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Whitewashing

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WHITEWASHING Before applying whitewash, go over the wall or ceiling with a brush or dust cloth to remove dust, and wash with clear water. Fill all cracks and broken places with new plaster. Cut away the edges of broken places to make a square edge. Fill small cracks and breaks with plaster of Paris. Do not apply whitewash until the surface is quite dry. Give two or more coats as needed.

To Prepare Whitewash.—The prin cipal ingredients in various kinds of whitewash are slaked lime, whiting, Paris white or sulphate of baryta, oxide and sulphate of zinc, alum, sugar, rice and wheat flour, and glue mixed with milk or water. These ingredients are used in various com binations. The addition of a little bluing will make a clearer white, and a small amount of salt assists by making the whitewash stick bet ter.

The following mixtures are recom mended: Dissolve 2 ounces of fresh slaked lime in a small amount of milk to the consistency of cream. Add suf ficient milk to make 0 quarts and stir in slowly 5 pounds of whiting. Mix the whole mass thoroughly by beating with a wooden spoon or an egg beater. For a clear white, add a little bluing. For a cream color, add a small amount of ocher, or tint with any other coloring matter as desired.

Or mix 4 pounds of Spanish whit ing with cold water to the consist ency of milk. Dissolve 2 ounces of pure white glue in hot water over a slow fire, and pour it into the whit ing in a thin stream while hot, stir ring thoroughly.

Or slake a sufficient amount of lime in water to make a pailful of whitewash, and while still hot stir in a pint of flour boiled with water to form a thin cooked starch. Stir well and dilute with hot water to the right consistency.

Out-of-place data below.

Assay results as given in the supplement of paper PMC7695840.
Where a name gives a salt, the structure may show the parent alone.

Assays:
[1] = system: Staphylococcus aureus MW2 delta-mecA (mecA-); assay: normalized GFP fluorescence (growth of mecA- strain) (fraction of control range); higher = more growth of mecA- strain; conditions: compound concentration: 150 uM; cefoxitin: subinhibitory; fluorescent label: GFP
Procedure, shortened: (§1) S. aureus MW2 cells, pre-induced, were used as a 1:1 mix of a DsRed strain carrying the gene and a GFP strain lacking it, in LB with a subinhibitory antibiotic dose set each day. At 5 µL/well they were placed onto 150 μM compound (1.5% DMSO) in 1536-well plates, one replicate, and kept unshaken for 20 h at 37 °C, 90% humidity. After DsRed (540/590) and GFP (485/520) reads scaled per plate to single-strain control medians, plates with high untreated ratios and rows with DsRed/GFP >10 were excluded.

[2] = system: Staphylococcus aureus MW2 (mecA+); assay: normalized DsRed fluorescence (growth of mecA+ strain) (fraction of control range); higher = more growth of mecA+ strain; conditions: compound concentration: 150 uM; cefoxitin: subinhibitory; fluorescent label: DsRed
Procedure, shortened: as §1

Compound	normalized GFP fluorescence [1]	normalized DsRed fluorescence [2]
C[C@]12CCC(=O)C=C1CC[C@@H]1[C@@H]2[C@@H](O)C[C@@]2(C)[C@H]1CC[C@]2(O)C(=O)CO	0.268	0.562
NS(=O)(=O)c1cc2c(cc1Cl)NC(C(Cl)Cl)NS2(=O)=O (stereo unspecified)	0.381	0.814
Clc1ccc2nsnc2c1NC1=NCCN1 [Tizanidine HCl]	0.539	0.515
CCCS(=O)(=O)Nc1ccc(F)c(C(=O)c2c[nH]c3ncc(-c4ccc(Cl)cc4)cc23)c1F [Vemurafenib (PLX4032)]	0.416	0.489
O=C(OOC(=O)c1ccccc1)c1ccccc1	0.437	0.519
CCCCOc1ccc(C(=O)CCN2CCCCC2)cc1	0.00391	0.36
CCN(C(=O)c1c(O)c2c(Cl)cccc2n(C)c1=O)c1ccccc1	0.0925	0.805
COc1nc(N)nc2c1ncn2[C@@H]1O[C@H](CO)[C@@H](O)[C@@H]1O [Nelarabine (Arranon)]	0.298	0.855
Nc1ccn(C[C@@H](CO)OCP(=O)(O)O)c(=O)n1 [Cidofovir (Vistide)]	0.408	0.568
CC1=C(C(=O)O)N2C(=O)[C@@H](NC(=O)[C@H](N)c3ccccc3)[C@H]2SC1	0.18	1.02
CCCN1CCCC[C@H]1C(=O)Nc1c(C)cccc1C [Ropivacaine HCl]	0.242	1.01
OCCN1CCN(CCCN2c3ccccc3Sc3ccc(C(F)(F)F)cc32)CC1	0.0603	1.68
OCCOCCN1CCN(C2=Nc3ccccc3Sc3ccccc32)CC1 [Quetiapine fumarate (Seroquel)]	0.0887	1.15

Or prepare a wash of slaked lime in a pail or tub and strain through cheese cloth. Mix 4 ounces of whit ing or pulverized burnt alum, 2 pounds of sugar, and 9 quarts of rice flour with hot water and bring to a boil, stirring constantly. Add this mixture to 1 pailful of sifted lime wash. Add also 1 pound of

best white glue dissolved in boiling water over a slow fire. This is a very brilliant and durable wash and will last for many years.

Or slake 8 quarts of lime, and add 1 pound of sulphate of zinc and I pound of common salt dissolved in water. This is a hard, firm wash that will not crack.

Or mix 6 pounds of Paris white with cold water to form a paste, and dilute with hot water to the consist ency of milk. Stir in 4 ounces of the best white glue, dissolved in boiling water over a slow fire. This is a cheap wash and gives a fine, bril liant surface.

To Color Whitewash.—For a fine clear white, add a little bluing.

For a reddish pink, add Spanish brown.

For a red stone color, mix com mon clay with Spanish brown.

For yellow, add yellow ocher (or chrome yellow, which 'goes farther and makes a better shade).

For gray or lead color, add lamp black.

For cream color, yellow ocher. For stone color, 2 parts each of umber and lampblack.

For fawn color, 4 parts of umber, 2 parts of Indian red, and 1 part of lampblack.

Do not use green with whitewash.

The quantity of coloring matter required depends upon the amount of whitewash and the warmth of the tint desired, and must be deter mined by experiment, but approxi mately two or three pounds to a pailful of wash will be advisable.

Whitewash for Outdoor Use.—To make a good whitewash for fences, outbuildings, barns, stucco, and oth er surfaces exposed to the weather, slake 12 quarts of lime in a tight cask or barrel. Cover with canvas to keep in the steam. Strain through a large piece of cheese cloth or a fine sieve and add 2 quarts of coarse salt and 2 gallons of water. Bring this to a boil and skim off any im purities. Stir in 2 pounds of potash, 8 quarts of fine sand, and coloring matter as desired. This wash may be applied to wood, brick, or stone, looks as good as paint, and is weath erproof, fireproof, and very durable. It is an excellent preservative for shingle roofs and walls.

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